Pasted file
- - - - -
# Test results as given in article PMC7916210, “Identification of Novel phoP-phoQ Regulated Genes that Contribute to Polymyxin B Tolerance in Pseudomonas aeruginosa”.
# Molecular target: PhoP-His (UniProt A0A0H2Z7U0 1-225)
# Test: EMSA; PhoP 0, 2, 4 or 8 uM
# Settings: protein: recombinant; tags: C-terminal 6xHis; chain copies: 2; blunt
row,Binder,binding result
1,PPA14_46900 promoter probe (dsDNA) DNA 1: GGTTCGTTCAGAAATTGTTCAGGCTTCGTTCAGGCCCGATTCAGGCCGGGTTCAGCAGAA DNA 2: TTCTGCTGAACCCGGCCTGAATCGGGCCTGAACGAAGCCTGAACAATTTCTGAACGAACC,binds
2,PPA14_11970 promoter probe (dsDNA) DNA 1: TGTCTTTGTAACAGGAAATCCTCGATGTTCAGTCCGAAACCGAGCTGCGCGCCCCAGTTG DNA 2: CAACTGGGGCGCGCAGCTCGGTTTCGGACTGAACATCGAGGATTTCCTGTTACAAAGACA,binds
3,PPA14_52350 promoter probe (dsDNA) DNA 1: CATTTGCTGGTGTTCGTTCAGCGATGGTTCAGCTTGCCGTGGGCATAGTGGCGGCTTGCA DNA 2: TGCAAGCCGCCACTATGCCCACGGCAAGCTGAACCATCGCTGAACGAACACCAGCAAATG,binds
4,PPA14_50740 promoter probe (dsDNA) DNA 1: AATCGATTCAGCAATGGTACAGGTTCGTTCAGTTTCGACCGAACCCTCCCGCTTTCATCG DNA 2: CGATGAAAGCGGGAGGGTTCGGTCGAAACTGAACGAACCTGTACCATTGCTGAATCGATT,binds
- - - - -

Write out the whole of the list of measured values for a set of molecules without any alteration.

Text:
# Test results as given in article PMC7916210, “Identification of Novel phoP-phoQ Regulated Genes that Contribute to Polymyxin B Tolerance in Pseudomonas aeruginosa”.
# Molecular target: PhoP-His (UniProt A0A0H2Z7U0 1-225)
# Test: EMSA; PhoP 0, 2, 4 or 8 uM
# Settings: protein: recombinant; tags: C-terminal 6xHis; chain copies: 2; blunt
row,Binder,binding result
1,PPA14_46900 promoter probe (dsDNA) DNA 1: GGTTCGTTCAGAAATTGTTCAGGCTTCGTTCAGGCCCGATTCAGGCCGGGTTCAGCAGAA DNA 2: TTCTGCTGAACCCGGCCTGAATCGGGCCTGAACGAAGCCTGAACAATTTCTGAACGAACC,binds
2,PPA14_11970 promoter probe (dsDNA) DNA 1: TGTCTTTGTAACAGGAAATCCTCGATGTTCAGTCCGAAACCGAGCTGCGCGCCCCAGTTG DNA 2: CAACTGGGGCGCGCAGCTCGGTTTCGGACTGAACATCGAGGATTTCCTGTTACAAAGACA,binds
3,PPA14_52350 promoter probe (dsDNA) DNA 1: CATTTGCTGGTGTTCGTTCAGCGATGGTTCAGCTTGCCGTGGGCATAGTGGCGGCTTGCA DNA 2: TGCAAGCCGCCACTATGCCCACGGCAAGCTGAACCATCGCTGAACGAACACCAGCAAATG,binds
4,PPA14_50740 promoter probe (dsDNA) DNA 1: AATCGATTCAGCAATGGTACAGGTTCGTTCAGTTTCGACCGAACCCTCCCGCTTTCATCG DNA 2: CGATGAAAGCGGGAGGGTTCGGTCGAAACTGAACGAACCTGTACCATTGCTGAATCGATT,binds